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Mark 3: 31-35 – Week 3 Ordinary Time, Tuesday (Audio Bible KJV, Spoken Word)

31 ¶ There came then his brethren and his mother, and, standing without, sent unto him, calling him.
32 And the multitude sat about him, and they said unto him, Behold, thy mother and thy brethren without seek for thee.
33 And he answered them, saying, Who is my mother, or my brethren?
34 And he looked round about on them which sat about him, and said, Behold my mother and my brethren!
35 For whosoever shall do the will of God, the same is my brother, and my sister, and mother.

Jesus family and friends have worried in earlier verses about Jesus’ sanity. His friends have tried to seize him, to save him from himself. Now his mother and his brothers come to find him. It seems natural to assume they are still very concerned, and that there has been what they perceive to be a breach in the family, which may be linked in some way to Jesus’ move to Capernaum.

In one way or another, it seems Jesus is behaving in a way that his family, including Mary, simply don’t understand at all, and which seems to them to require what some now call an intervention. We may ask: what light does this shine on our understanding of what kind of person Jesus was and what his ministry entailed?

We think of the story so far. The Annunciation: Mary is told by Gabriel she is going to bear a child by the Holy Spirit. Mary is scared – a powerful, supernatural being has come to Mary, in what must have seemed an invasion into her life, to acclaim her virtue and say that she is blessed among women – and Mary knows that this child is to be extraordinary, the Son of the Most High, the Son of God.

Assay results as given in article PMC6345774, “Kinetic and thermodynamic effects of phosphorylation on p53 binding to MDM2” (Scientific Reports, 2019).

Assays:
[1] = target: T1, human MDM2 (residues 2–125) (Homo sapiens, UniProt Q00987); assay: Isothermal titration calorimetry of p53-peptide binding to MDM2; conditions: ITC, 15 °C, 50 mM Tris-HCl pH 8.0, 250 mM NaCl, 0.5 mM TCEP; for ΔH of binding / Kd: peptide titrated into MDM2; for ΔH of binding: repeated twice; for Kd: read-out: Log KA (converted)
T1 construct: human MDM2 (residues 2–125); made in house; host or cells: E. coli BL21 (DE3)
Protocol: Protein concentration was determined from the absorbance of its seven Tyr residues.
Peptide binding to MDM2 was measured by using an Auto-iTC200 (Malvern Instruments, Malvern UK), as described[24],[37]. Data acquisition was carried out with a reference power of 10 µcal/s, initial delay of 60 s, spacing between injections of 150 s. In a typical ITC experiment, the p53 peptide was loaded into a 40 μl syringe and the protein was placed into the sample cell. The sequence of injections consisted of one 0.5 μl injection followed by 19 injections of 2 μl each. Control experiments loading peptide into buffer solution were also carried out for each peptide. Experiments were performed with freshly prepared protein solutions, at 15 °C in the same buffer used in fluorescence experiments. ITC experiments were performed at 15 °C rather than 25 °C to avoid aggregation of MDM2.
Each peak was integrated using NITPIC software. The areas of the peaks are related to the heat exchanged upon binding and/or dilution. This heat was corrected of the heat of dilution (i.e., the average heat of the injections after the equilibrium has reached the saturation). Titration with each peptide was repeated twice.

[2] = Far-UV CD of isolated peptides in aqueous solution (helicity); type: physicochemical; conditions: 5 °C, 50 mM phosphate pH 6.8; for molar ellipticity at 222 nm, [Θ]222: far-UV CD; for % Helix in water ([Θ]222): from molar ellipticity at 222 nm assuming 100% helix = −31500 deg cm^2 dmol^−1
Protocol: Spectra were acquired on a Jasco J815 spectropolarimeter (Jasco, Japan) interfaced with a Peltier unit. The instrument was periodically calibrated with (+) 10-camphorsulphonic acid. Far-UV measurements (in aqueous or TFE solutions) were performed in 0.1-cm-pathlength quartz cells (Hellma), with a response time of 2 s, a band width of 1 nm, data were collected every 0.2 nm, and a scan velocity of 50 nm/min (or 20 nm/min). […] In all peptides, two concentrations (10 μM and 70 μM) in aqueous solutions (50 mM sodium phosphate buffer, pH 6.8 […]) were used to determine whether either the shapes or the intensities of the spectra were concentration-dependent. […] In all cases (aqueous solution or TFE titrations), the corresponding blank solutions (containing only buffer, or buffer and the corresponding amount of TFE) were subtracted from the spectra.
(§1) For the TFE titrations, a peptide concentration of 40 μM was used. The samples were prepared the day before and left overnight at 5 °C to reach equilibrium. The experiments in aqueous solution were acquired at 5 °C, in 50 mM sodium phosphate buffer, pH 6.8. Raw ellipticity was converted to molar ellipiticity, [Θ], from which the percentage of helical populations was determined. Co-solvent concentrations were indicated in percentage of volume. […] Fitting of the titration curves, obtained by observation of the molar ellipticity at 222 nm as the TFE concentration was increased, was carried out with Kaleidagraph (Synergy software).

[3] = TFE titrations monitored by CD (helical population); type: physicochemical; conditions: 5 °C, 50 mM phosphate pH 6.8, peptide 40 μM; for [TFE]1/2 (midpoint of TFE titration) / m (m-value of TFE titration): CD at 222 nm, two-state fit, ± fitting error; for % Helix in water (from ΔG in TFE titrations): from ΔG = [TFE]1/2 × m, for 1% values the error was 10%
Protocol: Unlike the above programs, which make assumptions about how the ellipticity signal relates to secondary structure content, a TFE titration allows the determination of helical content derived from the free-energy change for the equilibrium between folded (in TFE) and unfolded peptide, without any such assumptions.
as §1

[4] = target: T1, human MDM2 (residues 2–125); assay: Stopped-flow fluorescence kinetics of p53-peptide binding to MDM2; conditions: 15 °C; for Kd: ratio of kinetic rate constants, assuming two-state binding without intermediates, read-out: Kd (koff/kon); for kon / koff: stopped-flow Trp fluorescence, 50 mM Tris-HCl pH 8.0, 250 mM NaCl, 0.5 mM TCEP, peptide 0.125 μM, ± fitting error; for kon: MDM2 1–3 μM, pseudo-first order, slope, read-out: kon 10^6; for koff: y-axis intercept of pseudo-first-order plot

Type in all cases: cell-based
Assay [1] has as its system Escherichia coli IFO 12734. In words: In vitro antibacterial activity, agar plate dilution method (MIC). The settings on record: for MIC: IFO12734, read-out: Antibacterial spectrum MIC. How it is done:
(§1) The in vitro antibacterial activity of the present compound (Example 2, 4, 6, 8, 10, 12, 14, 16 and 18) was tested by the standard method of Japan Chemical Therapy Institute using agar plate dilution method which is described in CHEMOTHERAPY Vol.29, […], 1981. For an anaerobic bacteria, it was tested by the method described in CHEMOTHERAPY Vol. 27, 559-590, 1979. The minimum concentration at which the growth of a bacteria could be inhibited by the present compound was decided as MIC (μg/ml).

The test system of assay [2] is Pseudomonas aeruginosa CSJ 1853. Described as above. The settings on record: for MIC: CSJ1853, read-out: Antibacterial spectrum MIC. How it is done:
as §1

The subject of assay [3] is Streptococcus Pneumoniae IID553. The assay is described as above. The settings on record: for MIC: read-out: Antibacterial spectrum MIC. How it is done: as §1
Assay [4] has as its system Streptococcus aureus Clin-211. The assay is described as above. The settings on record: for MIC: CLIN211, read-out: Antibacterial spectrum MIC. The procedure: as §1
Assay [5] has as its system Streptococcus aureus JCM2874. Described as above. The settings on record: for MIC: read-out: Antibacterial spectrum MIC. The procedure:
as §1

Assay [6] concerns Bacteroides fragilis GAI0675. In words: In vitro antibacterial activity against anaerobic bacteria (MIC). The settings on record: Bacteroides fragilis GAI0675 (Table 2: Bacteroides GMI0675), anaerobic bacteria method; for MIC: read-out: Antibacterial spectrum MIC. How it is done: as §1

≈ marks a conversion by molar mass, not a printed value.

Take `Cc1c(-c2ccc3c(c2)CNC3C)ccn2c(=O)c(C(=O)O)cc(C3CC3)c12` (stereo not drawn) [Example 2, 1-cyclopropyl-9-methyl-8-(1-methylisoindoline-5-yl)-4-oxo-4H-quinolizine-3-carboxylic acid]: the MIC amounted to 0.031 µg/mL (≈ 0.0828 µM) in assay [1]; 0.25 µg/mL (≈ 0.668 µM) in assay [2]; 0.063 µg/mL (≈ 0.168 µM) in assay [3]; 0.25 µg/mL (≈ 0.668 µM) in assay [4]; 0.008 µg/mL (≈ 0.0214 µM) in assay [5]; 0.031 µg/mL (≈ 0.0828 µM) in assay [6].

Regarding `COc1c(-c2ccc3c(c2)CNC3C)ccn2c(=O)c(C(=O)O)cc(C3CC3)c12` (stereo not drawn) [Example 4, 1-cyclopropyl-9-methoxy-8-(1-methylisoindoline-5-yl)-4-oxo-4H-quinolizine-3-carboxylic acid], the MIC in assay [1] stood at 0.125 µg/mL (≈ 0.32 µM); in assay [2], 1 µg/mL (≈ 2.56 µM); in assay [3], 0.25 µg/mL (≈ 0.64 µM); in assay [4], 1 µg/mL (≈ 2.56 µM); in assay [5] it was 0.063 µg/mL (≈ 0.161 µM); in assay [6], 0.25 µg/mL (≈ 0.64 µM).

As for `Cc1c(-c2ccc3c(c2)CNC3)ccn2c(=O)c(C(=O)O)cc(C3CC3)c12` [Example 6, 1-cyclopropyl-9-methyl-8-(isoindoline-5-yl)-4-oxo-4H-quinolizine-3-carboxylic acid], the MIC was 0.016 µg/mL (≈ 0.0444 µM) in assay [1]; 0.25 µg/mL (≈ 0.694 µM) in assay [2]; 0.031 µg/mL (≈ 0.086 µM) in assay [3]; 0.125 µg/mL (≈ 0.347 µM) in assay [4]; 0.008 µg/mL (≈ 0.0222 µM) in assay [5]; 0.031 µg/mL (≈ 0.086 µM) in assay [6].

Mary visits Elizabeth: there is a close connection between John the Baptist and Jesus since before they are both born; they are communicating while they are both in the womb and they are family. Do we say it is likely John the Baptist and Jesus were closely acquainted prior to Christ’s baptism in the river Jordan? John’s ‘One who comes after me’ could be equally translated, ‘One who follows me.’ John and Jesus could have spent a lot of time with each other, sharing a lifetime’s spiritual journey, before either began his public ministry. Perhaps it is natural to assume as well that Mary and Jesus’ family have had thirty years to get to know, to love, to live intimately with Jesus – and that this is a part of the back story to the scene in today’s Gospel verses. It is a further mystery. Perhaps one thing we can say with certainty is that Jesus simply could not be contained within a small-scale family. Jesus’ mission had to explode those constraints.